Now, similarly to bad weather patterns, low-pressure systems don’t happen immediately. Instead, low-pressure systems start off gradually and rapidly gain strength as they get closer. If the VIX and weather patterns do hold similarities, let’s see if there are any historical references to demonstrate the comparison.

As you can see from the picture, when the VIX is high (similar to the molecules in the air racing around at rapid speeds), low pressure is created in markets. I’ve demonstrated these points in time with a red line that crosses through the high VIX numbers (top chart) and you can see the corresponding decrease in the Dow Jones Industrial Average (bottom chart). Similarly, when the VIX is low (similar to high pressure, or stagnant air molecules), there isn’t much price differentials and the market is closely related to it’s equilibrium or center point (green line). This obviously isn’t a perfect correlation, but it provides a glimpse into where we’ve been and where we might be going next. It’s kind of like this; If you’re having a bright and gorgeous day outside, it’s probably safe to say that the likelihood of having another nice day tomorrow is less probable.

Like all metrics, this is only one variable. When trying to fly a helicopter, you need to look at all the gauges to fully understand where you’re at in time and space. If I only looked at the altimeter and nothing else, I’d surely find myself in trouble – especially during turbulent times. That’s an important aspect that many investors forget. Instead, many latch on to one story or idea. During times like these, its important to really challenge your theories and ideas. My opinion is that the high VIX, or low pressure, we are seeing today is only going to get stronger from this point forward. I’m not the only one with this opinion. Famous Yale Professor, Robert Shiller feels the same way (here’s the video). By the way, Dr. Shiller predicted the housing bubble in 2007 and was awarded the Noble Prize.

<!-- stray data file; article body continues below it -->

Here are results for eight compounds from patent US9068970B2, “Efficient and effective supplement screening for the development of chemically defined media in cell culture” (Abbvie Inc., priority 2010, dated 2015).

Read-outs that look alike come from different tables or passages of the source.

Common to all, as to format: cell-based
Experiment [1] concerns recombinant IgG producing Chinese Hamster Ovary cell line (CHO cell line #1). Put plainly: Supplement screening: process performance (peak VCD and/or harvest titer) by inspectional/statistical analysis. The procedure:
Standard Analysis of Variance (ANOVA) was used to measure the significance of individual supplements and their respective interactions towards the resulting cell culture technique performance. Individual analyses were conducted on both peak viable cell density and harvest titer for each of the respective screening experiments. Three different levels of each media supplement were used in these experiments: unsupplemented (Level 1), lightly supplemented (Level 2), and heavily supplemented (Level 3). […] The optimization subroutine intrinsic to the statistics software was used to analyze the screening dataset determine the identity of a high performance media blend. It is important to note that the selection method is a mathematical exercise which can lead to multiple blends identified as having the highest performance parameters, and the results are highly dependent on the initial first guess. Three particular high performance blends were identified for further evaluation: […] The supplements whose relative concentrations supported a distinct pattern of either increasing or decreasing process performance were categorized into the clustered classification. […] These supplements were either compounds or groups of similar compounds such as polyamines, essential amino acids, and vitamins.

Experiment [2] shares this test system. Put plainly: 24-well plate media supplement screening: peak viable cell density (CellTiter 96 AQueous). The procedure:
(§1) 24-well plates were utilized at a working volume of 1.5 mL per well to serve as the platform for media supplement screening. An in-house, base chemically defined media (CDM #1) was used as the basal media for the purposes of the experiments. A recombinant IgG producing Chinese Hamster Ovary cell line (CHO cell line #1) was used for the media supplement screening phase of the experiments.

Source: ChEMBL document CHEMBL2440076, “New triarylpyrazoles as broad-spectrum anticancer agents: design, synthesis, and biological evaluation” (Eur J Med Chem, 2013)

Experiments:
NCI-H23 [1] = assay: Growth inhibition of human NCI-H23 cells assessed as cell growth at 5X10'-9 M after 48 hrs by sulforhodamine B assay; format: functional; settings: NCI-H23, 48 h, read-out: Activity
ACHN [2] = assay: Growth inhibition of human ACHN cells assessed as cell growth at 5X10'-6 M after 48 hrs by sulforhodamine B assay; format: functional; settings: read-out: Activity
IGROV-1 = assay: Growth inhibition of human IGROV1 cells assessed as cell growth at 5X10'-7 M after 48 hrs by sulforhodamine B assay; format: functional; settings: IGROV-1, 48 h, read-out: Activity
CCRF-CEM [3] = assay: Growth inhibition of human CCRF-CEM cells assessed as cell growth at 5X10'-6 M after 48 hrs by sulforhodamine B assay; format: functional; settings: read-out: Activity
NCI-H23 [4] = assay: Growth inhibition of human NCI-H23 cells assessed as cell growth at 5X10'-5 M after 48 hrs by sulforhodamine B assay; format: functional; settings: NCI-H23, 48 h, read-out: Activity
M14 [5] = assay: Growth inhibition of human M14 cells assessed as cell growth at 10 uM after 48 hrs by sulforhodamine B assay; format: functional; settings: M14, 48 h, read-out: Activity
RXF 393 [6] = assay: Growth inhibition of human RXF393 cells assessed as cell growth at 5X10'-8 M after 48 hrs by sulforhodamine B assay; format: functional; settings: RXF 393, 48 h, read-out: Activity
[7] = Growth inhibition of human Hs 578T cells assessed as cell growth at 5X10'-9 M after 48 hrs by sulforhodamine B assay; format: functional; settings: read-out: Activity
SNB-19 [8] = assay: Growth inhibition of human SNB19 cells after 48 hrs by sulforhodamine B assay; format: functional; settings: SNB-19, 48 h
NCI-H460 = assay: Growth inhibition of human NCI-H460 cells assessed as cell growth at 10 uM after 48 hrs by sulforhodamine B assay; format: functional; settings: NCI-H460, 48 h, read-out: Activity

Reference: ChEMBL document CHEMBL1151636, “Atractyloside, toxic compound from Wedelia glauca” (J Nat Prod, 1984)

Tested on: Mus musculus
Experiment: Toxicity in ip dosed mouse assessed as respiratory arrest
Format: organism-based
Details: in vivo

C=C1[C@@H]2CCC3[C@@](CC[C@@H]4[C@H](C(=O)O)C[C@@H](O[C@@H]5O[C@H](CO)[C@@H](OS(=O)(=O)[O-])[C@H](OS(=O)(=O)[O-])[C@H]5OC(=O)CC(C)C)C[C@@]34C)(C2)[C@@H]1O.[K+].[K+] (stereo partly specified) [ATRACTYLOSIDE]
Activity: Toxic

I have numerous reasons for that forecast, some of which I’ve laid out in this article. To get a taste of one of my concerns, check out the chart below. This chart demonstrates the amount of margin (or debt) that’s being used on the New York Stock Exchange.

That chart is compliments of Doug Short. The main reason I’m such a bear is due to the unprecedented amount of credit expansion that has occurred since 2008/09. Here’s an article that talks about the 57 trillion dollars of debt that’s been added to the global economy since the last recession. Yes, trillion with a “T”. The thing people need to remember is this: Credit is a promise. Credit acts like real money, but it’s not – it’s a promise. When promises get broken, they often have a chain reaction. I believe this turning point of promise breaking started at the end of FEB 2015 – here’s the video I made back then. I also believe the magnitude of the “low pressure” is a function of the promises, or credit, created between market cycles.

But even with my very bearish opinions, and articles of evidence, I think it’s very important for people to challenge my opinion. There are always fluke storms that surprise even the best meteorologists. One of my main objectives in writing these blog posts is to find a bull that can provide substantiating evidence for their position. As for my lieutenant and I, we avoided a wall of sand, by about 20 seconds on the way back from our mission. Remember; always keep the greasy side down, and in the financial world that means – Protect Your Principal!

P.s. As usual, I want to hear why my analysis is wrong. If you’ve got some comments or questions about this post, be sure to leave it here on our forum.